Lucknow: The Aligarh Muslim University is yet again in controversy after a portrait of Muhammad Ali Jinnah along with Mahatma Gandhi was displayed in an exhibition organised to mark the occasion of Gandhi Jayanti at the AMU library on 2 October.
Following objections from people within the university and local political representatives, the university has served a show-cause notice to the librarian, Amjad Ali, who had organised the exhibition, says AMU spokesperson M Shafey Kidwai. While the portrait was removed on the same day after objections were raised, AMU pro vice-chancellor Mohammad Hanif Beg had himself inaugurated the three-day long exhibition on 2 October.
It is the second time this year that AMU is facing a controversy on such an issue. Earlier in May, the varsity had witnessed protests by right-wing elements over another portrait of the Pakistan founder placed at the Student Union hall.
Political pundits of Uttar Pradesh may like to fuel the dispute, but academicians in the state term the row as “unnecessary”.
MP Ahirwar, a professor of history at the Banaras Hindu University, sees nothing wrong in displaying a portrait of Gandhi along with Jinnah. “AMU is one of the oldest varsities and it has records of history. The portrait of Gandhi along with Jinnah is also a part (of history) and we cannot eliminate that part,” he says.
Nadeem Rezavi, who heads the history department at AMU, says that since the exhibition is on the life and times of Mahatma Gandhi, they couldn’t have excluded Gandhi’s portrait with Jinnah, as the two leaders together participated in the freedom movement.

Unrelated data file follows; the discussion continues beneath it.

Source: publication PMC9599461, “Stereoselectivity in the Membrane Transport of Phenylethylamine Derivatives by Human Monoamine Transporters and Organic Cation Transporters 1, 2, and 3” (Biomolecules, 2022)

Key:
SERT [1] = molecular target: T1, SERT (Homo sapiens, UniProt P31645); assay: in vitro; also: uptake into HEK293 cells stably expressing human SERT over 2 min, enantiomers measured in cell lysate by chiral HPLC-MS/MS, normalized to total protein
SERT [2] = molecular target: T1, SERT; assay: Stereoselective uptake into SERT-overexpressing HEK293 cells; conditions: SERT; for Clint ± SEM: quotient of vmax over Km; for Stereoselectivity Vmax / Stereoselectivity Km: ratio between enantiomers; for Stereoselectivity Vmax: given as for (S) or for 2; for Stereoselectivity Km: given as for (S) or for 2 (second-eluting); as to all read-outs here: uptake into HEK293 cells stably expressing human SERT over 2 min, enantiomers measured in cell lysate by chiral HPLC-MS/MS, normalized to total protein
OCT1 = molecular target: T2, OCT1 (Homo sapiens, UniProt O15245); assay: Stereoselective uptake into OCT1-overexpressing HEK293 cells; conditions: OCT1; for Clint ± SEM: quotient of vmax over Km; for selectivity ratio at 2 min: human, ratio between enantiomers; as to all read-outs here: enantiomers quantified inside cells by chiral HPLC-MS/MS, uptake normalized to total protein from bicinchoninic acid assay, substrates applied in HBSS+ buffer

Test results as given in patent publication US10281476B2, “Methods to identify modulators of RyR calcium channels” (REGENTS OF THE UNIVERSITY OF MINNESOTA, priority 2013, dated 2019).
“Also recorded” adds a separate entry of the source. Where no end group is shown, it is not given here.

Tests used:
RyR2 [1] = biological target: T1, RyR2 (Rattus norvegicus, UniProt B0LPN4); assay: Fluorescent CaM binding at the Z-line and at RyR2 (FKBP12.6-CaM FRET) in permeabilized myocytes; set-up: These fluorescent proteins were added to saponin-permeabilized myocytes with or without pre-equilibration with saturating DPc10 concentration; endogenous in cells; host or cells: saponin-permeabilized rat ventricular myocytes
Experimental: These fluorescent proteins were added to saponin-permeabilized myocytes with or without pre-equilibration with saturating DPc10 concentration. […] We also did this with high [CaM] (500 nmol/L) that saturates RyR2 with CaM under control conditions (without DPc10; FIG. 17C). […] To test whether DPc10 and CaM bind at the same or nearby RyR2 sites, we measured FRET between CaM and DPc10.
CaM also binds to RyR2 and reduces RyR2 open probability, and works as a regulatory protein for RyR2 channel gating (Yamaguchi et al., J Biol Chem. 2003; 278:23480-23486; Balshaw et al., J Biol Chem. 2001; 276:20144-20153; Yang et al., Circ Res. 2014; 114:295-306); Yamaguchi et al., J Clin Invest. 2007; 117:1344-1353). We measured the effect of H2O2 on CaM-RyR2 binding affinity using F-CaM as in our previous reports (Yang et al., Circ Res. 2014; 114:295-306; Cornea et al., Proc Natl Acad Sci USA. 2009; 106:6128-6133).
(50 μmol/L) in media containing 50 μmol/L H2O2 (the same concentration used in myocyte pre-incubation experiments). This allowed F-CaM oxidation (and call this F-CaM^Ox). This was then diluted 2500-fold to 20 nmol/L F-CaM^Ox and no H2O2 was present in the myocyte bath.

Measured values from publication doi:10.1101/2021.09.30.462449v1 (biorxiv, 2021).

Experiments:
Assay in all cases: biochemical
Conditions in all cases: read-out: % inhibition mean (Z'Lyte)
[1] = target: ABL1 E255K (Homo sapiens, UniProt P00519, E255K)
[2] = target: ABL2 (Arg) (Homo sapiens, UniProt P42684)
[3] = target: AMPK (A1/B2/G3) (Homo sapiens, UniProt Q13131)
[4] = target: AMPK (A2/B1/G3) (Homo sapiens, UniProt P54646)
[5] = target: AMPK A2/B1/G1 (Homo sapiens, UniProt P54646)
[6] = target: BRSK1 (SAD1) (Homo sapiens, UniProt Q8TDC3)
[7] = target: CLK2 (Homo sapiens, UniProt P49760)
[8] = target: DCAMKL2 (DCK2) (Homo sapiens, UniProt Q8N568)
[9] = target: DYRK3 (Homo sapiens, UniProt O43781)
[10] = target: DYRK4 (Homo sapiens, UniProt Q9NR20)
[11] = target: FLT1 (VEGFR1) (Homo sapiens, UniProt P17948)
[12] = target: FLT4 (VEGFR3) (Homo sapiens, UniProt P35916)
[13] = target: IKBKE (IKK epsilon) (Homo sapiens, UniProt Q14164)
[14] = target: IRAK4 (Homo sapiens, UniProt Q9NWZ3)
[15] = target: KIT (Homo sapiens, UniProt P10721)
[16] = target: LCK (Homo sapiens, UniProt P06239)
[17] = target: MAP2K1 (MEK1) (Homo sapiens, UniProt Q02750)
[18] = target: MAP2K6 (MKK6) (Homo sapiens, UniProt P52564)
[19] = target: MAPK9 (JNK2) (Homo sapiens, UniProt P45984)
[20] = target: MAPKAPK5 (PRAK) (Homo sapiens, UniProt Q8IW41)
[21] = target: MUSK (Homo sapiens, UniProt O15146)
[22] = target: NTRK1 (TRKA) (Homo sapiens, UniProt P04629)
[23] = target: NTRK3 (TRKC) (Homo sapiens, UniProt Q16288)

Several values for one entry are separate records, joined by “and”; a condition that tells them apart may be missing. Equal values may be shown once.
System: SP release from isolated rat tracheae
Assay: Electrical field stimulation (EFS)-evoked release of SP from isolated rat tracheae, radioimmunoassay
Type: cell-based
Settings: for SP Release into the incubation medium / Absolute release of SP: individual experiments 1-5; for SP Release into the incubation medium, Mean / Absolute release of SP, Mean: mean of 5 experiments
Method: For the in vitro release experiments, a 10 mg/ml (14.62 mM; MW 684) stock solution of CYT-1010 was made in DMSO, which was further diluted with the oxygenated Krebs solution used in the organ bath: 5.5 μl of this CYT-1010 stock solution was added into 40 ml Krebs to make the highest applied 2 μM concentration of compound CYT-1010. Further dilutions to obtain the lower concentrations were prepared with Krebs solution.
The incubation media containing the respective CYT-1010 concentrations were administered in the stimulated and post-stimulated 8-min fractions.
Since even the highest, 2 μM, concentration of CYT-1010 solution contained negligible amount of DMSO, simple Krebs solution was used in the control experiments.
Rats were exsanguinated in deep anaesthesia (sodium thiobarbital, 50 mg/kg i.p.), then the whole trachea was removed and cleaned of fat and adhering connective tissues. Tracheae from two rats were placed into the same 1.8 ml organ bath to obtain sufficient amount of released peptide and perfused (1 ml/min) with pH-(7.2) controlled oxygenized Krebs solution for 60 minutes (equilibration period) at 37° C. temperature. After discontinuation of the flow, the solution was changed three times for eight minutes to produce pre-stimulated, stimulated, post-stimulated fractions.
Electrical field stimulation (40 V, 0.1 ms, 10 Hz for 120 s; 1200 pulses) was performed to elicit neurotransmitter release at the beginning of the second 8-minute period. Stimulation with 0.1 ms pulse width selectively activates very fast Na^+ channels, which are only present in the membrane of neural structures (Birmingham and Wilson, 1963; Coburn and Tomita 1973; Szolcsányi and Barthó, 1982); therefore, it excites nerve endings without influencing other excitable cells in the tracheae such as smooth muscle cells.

“This is an important part of history, and when the exhibition was on the life of Mahatma Gandhi, then how can we move away from the fact that Mahatma Gandhi met Jinnah 18 times to hold discussions on important issues before independence?,” Rezavi says. He adds that he fails to understand why Gandhi’s photographs with colonial rulers don’t meet the same backlash.
Rezavi says that the controversy could be part of the preparation for the 2019 elections.
Describing the photograph in question as a part of Gandhi’s life that can’t be erased, Rezavi says, “It is very unfortunate that people who did not participate in India’s struggle for independence are making comments on patriotism today.”
Some academicians, however, suggest that the varsity must be cautious to steer clear of such controversies.
VK Rai, a political science professor at Allahabad University, says a portrait would do no harm as far as it is not an attempt to glorify Jinnah, who was responsible for the deaths of many during partition.
“It should be treated as history. However, the university is being targeted on Jinnah again and again and must remain cautious,” he adds.
(Saurabh Sharma is Lucknow based freelance writer and a member of 101Reporters.)
Updated Date: Oct 05, 2018 17:58 PM